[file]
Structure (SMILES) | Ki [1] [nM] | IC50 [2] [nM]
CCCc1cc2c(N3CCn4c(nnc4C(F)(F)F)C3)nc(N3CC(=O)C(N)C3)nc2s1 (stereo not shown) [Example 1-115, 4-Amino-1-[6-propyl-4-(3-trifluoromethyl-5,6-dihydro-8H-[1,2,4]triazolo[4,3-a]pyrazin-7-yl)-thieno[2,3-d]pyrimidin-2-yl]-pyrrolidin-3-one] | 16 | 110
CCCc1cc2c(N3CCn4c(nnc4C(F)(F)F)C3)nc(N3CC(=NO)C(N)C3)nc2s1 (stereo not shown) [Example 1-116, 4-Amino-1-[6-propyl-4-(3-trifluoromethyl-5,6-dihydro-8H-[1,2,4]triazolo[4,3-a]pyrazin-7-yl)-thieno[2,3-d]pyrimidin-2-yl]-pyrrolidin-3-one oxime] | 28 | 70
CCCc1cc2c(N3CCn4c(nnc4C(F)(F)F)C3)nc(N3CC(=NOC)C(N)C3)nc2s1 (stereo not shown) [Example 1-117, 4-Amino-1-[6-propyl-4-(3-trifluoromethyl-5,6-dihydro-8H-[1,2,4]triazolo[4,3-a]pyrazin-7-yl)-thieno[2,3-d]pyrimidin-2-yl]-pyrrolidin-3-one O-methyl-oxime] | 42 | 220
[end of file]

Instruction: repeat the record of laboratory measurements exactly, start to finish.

Structure (SMILES) | Ki [1] [nM] | IC50 [2] [nM]
CCCc1cc2c(N3CCn4c(nnc4C(F)(F)F)C3)nc(N3CC(=O)C(N)C3)nc2s1 (stereo not shown) [Example 1-115, 4-Amino-1-[6-propyl-4-(3-trifluoromethyl-5,6-dihydro-8H-[1,2,4]triazolo[4,3-a]pyrazin-7-yl)-thieno[2,3-d]pyrimidin-2-yl]-pyrrolidin-3-one] | 16 | 110
CCCc1cc2c(N3CCn4c(nnc4C(F)(F)F)C3)nc(N3CC(=NO)C(N)C3)nc2s1 (stereo not shown) [Example 1-116, 4-Amino-1-[6-propyl-4-(3-trifluoromethyl-5,6-dihydro-8H-[1,2,4]triazolo[4,3-a]pyrazin-7-yl)-thieno[2,3-d]pyrimidin-2-yl]-pyrrolidin-3-one oxime] | 28 | 70
CCCc1cc2c(N3CCn4c(nnc4C(F)(F)F)C3)nc(N3CC(=NOC)C(N)C3)nc2s1 (stereo not shown) [Example 1-117, 4-Amino-1-[6-propyl-4-(3-trifluoromethyl-5,6-dihydro-8H-[1,2,4]triazolo[4,3-a]pyrazin-7-yl)-thieno[2,3-d]pyrimidin-2-yl]-pyrrolidin-3-one O-methyl-oxime] | 42 | 220